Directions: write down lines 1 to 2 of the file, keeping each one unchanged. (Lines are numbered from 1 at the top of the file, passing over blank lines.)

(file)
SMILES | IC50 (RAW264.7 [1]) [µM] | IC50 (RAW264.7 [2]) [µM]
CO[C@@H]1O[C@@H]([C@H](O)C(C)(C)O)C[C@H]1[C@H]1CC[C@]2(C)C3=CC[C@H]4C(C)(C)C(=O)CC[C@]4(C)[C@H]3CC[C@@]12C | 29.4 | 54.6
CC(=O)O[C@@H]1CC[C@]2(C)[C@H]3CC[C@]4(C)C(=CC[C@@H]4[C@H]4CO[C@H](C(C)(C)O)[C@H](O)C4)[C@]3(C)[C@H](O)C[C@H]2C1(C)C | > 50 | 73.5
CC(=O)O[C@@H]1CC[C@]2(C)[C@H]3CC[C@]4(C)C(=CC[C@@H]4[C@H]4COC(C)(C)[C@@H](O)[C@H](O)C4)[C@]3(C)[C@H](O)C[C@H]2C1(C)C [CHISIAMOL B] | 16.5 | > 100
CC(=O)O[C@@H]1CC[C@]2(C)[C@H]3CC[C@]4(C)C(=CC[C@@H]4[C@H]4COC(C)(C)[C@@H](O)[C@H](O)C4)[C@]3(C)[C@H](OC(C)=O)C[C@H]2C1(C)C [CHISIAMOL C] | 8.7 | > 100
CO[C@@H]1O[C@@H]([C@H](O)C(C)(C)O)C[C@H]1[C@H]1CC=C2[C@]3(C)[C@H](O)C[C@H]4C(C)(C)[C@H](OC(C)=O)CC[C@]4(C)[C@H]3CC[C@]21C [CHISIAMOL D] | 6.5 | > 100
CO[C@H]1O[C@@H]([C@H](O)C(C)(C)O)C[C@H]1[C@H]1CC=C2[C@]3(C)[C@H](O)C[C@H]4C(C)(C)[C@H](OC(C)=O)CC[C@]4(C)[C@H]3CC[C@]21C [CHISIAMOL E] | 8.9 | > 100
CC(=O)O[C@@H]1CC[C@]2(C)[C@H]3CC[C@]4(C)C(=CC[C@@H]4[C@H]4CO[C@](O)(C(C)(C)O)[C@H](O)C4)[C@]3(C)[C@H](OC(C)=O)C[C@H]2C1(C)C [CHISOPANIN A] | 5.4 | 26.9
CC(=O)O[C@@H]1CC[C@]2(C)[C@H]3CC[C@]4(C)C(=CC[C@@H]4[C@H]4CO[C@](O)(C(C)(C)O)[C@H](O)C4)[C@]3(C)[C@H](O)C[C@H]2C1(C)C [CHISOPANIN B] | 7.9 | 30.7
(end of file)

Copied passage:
SMILES | IC50 (RAW264.7 [1]) [µM] | IC50 (RAW264.7 [2]) [µM]
CO[C@@H]1O[C@@H]([C@H](O)C(C)(C)O)C[C@H]1[C@H]1CC[C@]2(C)C3=CC[C@H]4C(C)(C)C(=O)CC[C@]4(C)[C@H]3CC[C@@]12C | 29.4 | 54.6